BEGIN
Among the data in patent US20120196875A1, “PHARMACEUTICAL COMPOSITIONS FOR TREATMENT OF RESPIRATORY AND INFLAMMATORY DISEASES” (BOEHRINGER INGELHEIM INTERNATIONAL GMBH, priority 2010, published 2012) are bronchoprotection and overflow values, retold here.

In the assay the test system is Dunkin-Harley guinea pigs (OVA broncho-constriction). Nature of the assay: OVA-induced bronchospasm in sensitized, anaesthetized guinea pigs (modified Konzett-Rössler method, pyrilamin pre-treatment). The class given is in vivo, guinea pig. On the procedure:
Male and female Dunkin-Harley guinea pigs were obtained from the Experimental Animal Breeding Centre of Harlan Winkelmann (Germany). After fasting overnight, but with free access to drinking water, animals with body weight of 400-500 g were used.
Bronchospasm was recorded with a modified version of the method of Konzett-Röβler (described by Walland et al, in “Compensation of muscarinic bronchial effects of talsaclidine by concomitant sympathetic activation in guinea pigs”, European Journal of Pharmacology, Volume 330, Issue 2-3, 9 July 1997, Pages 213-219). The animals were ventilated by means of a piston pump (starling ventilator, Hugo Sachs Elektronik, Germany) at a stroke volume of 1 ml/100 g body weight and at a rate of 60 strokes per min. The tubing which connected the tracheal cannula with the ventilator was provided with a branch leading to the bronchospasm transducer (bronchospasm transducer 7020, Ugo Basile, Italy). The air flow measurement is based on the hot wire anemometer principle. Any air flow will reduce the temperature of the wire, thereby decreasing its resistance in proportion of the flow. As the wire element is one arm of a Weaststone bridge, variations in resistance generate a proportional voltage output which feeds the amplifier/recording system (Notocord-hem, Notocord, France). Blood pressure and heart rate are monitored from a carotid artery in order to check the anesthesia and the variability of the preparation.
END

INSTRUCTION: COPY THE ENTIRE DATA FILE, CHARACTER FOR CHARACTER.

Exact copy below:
Among the data in patent US20120196875A1, “PHARMACEUTICAL COMPOSITIONS FOR TREATMENT OF RESPIRATORY AND INFLAMMATORY DISEASES” (BOEHRINGER INGELHEIM INTERNATIONAL GMBH, priority 2010, published 2012) are bronchoprotection and overflow values, retold here.

In the assay the test system is Dunkin-Harley guinea pigs (OVA broncho-constriction). Nature of the assay: OVA-induced bronchospasm in sensitized, anaesthetized guinea pigs (modified Konzett-Rössler method, pyrilamin pre-treatment). The class given is in vivo, guinea pig. On the procedure:
Male and female Dunkin-Harley guinea pigs were obtained from the Experimental Animal Breeding Centre of Harlan Winkelmann (Germany). After fasting overnight, but with free access to drinking water, animals with body weight of 400-500 g were used.
Bronchospasm was recorded with a modified version of the method of Konzett-Röβler (described by Walland et al, in “Compensation of muscarinic bronchial effects of talsaclidine by concomitant sympathetic activation in guinea pigs”, European Journal of Pharmacology, Volume 330, Issue 2-3, 9 July 1997, Pages 213-219). The animals were ventilated by means of a piston pump (starling ventilator, Hugo Sachs Elektronik, Germany) at a stroke volume of 1 ml/100 g body weight and at a rate of 60 strokes per min. The tubing which connected the tracheal cannula with the ventilator was provided with a branch leading to the bronchospasm transducer (bronchospasm transducer 7020, Ugo Basile, Italy). The air flow measurement is based on the hot wire anemometer principle. Any air flow will reduce the temperature of the wire, thereby decreasing its resistance in proportion of the flow. As the wire element is one arm of a Weaststone bridge, variations in resistance generate a proportional voltage output which feeds the amplifier/recording system (Notocord-hem, Notocord, France). Blood pressure and heart rate are monitored from a carotid artery in order to check the anesthesia and the variability of the preparation.